Sometimes it's not easy being married to a quilter.
"Shhhhhh," she whispered.
"What?" I said loudly.
"Shhhhh. Shhhhh. Shhhhh," she said.
"Are you all right?" I asked.
"I need some quiet," she said quietly.
"I am quiet," I whispered.
"I have to think," she said.
"You need quiet to think?"
"This time, I do. It's decision time."
"You're going to make a decision?"
"If you keep quiet," she said.
"All right." I kept quiet for a moment. Then I asked, "What decision?"
She put her finger to her lips and said again, "Shhhh."
"What decision?" I whispered ever so quietly.
"A quilting decision," she said.
"I assumed that," I said. "What about."
"Hmanocks," she said. I could barely hear her, but I am trained in quilting communication, even when it's whispered. What she said was, "How many blocks."
"Hmnyhvorhmyouneed?" I said back in whispered quilt talk. "How many you have or how many you need?" I asked.
"How many I need," she said clearly.
"How many do you have?"
"How many do you want?" I asked.
"I'm trying to decide," she said.
"I'll be quiet," I said, and I turned and, treading softly, walked out of her sewing room. She had a decision to make.
For the past three weeks she has been working on her new quilt, and she now has thirty blocks completed and hanging on her design wall. Normally she works with music playing or the television on in the background. Normally, she and I talk as I wander in and out of her vicinity. But lately, I have begun to notice how much quieter she has become each day, how much more distant, how much more intense she has been in building each square, each block to make the new quilt.
Day after day, she worked and worked at the quilt. Once each day I asked her, "Almost finished?"
"Not yet," she said day after day.
"When will you know when?" I asked.
"I don't know when I'll know when. When I know, I'll know. This is an important quilt, and I want to get it right."
"All right," I said.
Now it was very quiet around the house, and for the next four hours I worked quietly at my desk, I read quietly, and I watched television quietly, listening through earphones. If ever a quilter had quiet, it was during that time.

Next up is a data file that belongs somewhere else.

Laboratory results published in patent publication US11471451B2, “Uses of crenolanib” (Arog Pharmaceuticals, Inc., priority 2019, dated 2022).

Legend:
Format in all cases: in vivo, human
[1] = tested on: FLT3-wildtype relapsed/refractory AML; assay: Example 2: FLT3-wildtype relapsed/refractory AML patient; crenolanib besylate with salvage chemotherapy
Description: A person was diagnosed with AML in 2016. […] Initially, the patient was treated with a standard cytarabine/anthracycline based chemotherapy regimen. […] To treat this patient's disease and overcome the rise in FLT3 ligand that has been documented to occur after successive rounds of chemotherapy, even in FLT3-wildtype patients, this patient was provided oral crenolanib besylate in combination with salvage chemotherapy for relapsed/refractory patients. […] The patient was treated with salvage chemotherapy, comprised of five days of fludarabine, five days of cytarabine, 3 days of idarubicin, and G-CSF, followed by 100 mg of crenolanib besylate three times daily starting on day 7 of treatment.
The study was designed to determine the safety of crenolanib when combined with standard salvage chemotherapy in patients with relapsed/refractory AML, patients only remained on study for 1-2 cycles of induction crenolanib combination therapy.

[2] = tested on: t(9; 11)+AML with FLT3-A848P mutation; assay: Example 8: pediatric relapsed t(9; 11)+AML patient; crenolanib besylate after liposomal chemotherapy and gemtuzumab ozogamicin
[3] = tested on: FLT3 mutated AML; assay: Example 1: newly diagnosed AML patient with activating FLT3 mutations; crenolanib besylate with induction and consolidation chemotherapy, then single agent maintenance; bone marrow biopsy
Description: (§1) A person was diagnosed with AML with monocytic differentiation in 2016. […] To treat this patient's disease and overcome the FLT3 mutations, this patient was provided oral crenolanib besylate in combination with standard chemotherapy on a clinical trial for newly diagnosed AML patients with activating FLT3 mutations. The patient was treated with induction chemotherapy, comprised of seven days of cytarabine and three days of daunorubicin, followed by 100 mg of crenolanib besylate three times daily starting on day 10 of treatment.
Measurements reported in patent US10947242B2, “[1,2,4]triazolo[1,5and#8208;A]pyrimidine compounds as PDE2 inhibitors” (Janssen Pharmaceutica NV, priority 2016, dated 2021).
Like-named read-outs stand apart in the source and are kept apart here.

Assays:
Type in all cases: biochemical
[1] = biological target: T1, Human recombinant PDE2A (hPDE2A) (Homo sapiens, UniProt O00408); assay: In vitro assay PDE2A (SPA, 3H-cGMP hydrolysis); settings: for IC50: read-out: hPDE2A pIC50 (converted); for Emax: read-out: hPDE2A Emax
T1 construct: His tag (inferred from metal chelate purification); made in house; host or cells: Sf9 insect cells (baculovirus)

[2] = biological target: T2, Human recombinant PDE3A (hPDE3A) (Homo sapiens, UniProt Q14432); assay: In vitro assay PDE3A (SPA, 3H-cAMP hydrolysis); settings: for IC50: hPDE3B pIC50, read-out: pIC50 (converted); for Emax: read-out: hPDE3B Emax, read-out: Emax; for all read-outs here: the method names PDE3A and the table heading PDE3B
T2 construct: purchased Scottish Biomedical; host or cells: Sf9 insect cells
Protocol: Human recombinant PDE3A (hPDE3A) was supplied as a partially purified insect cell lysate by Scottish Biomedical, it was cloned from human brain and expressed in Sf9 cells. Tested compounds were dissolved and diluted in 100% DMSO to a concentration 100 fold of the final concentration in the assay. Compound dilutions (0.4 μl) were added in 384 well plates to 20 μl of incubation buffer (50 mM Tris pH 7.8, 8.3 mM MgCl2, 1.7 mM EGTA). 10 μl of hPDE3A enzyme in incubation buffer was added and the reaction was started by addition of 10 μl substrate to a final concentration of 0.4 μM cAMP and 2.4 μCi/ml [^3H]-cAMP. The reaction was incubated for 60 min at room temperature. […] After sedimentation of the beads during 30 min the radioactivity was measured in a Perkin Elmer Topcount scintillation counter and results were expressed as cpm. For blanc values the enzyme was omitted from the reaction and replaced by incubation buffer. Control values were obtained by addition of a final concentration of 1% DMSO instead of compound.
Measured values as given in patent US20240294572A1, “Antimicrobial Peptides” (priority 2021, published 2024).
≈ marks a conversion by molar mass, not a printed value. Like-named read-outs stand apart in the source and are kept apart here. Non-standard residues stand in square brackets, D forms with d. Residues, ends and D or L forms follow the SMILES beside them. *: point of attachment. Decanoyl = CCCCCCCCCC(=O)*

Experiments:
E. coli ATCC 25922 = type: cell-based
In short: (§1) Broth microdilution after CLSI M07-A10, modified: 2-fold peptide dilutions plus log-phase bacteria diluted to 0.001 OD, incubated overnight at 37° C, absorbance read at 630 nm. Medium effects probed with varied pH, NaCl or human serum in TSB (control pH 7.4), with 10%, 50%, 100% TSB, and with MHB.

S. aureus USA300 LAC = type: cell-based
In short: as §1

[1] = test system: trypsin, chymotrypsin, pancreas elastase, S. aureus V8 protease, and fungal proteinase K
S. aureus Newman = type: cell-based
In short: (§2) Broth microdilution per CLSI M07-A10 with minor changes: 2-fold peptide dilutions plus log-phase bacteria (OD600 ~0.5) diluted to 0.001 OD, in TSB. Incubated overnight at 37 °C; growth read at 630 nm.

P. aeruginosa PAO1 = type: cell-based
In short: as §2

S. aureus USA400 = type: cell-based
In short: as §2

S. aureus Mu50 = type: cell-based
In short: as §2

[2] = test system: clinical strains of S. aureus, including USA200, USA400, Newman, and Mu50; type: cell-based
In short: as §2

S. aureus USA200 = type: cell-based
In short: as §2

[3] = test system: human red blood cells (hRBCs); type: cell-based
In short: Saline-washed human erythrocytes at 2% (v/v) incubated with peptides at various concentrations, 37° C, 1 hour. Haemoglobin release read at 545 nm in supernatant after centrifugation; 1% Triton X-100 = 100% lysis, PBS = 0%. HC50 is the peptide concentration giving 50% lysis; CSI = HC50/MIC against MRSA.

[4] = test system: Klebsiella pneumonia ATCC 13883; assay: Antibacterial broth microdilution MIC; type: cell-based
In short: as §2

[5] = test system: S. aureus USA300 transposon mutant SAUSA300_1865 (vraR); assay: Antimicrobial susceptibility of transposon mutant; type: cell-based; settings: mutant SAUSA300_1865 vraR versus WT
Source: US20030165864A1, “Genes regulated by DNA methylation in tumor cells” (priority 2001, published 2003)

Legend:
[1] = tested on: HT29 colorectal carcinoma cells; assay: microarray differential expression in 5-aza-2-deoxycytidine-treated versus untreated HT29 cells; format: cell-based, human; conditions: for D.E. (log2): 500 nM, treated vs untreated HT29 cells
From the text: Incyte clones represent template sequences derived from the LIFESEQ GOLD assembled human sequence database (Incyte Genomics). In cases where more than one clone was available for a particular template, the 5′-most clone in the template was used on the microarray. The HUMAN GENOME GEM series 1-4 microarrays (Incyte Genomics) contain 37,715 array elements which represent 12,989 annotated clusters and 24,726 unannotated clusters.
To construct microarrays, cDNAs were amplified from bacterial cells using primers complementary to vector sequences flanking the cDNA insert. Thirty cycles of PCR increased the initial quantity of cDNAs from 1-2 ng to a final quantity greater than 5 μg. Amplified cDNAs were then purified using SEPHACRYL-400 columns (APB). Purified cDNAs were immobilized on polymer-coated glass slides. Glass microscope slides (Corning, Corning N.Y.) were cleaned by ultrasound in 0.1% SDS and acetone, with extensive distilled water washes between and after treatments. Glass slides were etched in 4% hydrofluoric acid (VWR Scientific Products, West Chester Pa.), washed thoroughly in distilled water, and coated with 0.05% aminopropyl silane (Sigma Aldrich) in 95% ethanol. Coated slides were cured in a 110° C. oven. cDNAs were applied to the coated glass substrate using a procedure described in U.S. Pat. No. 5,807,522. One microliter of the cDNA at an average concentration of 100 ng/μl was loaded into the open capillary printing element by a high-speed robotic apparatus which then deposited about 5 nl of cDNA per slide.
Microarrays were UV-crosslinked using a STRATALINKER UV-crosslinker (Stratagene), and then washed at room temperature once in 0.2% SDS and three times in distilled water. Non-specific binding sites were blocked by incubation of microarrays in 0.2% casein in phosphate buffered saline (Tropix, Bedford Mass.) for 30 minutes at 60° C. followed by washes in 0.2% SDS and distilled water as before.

Then she called to me, "Come here," and the call was loud and clear, shattering the silence. I went, tiptoeing down the hall quietly just in case I hadn't heard what I had heard.
"What?" I whispered.
"What are you whispering about?" she said in her normal tone of voice.
"I'm being quiet so you can think about your decision," I said, still keeping my voice low.
"It's too quiet to make any decision," she said.
"Then you haven't decided?"
"There's nothing to decide now," she said.
"But you just said it was too quiet to make a decision."
"It is, but I decided I didn't have to make the decision now."
"Then that's your decision," I said.
"Your decision not to make a decision."
"But that's because I was working on another block," she said.
"But you said you had to make a decision on whether to make another block."
"I did, but I don't. I just started another block and didn't decide how many more to make or whether I'll use the block I just finished making."
"So, the quilt isn't finished yet and it may not be finished right away or it might?" I asked.
"I'm going to make a few more blocks and then I'll decide if I have enough or too many, and when it's time to make that decision, I'll tell you."
"Will you tell me quietly?"
"I don't know. Quilters have to be creative when we work, and sometimes we need quiet and sometimes we don't."
"Then you're feeling creative now?"
"I feel tired. It just took me four hours to paper-piece the new block."
"Four quiet hours," I said. "That's a lot of quiet around here."
"I could use some more quiet right now," she said.
"To start another block?" Sometimes I understand her, and sometimes I don't.
"I need to think about the border."
"How can you think about the border when you don't know how big you're going to make the quilt?"
"I know how big I'm going to make the quilt," she said.
"But you just said you didn't."
"When I'm finished with as many blocks as I am going to make, the quilt will be big enough," she said.
"So you really don't know how big it will be, and you will keep on making blocks until you do, and then it will be just right. Right?"
"And you need more quiet now so you can think about the border?"
Copyright 2000 by A.B. Silver
Back to Home Page * Top of Page
E-mail Popser if you'd like.